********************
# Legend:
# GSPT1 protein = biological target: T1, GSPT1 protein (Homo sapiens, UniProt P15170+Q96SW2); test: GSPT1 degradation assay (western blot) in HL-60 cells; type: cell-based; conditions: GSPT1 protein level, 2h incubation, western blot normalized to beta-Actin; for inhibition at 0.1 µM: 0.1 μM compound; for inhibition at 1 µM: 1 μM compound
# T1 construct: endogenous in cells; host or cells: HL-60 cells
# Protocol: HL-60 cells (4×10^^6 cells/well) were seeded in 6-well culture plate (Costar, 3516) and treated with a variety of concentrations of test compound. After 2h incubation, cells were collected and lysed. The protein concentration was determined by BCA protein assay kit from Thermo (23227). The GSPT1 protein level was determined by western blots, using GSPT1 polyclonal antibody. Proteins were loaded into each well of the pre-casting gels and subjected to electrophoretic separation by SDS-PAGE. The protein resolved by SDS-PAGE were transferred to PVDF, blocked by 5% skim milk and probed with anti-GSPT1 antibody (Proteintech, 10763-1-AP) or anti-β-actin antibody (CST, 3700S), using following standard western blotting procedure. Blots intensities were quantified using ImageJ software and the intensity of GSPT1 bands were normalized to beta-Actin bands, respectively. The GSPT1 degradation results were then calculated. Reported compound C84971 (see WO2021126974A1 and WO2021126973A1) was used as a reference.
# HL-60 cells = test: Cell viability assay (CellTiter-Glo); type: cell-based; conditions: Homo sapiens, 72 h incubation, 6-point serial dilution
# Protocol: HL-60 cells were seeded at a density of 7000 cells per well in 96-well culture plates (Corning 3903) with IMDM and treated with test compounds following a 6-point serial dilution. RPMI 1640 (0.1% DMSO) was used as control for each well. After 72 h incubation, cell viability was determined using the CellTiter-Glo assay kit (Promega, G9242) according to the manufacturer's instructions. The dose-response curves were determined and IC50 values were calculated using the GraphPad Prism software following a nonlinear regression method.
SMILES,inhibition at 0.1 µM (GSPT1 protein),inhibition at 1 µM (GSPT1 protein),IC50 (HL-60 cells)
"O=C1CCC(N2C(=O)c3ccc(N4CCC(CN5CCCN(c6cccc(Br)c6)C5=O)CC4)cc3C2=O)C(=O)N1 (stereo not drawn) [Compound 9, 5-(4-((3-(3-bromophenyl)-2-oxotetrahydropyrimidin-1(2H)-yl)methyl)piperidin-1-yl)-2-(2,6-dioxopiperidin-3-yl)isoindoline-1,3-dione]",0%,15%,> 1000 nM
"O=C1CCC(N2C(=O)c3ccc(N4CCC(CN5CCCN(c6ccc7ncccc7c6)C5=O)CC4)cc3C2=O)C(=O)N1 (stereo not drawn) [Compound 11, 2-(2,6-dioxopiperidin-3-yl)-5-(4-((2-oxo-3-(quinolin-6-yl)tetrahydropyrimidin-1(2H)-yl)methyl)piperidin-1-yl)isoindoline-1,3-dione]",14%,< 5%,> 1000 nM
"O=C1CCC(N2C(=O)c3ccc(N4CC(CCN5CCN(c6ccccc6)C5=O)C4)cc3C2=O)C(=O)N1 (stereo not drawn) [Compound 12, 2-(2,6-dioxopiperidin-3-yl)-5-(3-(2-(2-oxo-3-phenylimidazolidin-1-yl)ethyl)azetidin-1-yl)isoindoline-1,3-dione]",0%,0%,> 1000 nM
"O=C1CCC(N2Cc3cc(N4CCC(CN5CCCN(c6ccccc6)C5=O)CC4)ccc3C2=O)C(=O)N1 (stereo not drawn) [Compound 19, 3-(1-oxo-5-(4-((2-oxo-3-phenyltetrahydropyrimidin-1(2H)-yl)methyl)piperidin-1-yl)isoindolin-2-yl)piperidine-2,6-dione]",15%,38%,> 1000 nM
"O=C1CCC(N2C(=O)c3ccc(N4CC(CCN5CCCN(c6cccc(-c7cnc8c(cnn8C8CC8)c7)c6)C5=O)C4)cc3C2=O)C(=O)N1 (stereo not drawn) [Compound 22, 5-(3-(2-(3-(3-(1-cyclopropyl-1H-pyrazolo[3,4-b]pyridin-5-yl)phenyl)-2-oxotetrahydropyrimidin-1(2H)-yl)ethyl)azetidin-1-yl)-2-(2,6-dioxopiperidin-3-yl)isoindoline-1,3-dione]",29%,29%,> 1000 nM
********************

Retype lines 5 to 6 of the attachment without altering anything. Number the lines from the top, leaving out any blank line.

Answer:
# HL-60 cells = test: Cell viability assay (CellTiter-Glo); type: cell-based; conditions: Homo sapiens, 72 h incubation, 6-point serial dilution
# Protocol: HL-60 cells were seeded at a density of 7000 cells per well in 96-well culture plates (Corning 3903) with IMDM and treated with test compounds following a 6-point serial dilution. RPMI 1640 (0.1% DMSO) was used as control for each well. After 72 h incubation, cell viability was determined using the CellTiter-Glo assay kit (Promega, G9242) according to the manufacturer's instructions. The dose-response curves were determined and IC50 values were calculated using the GraphPad Prism software following a nonlinear regression method.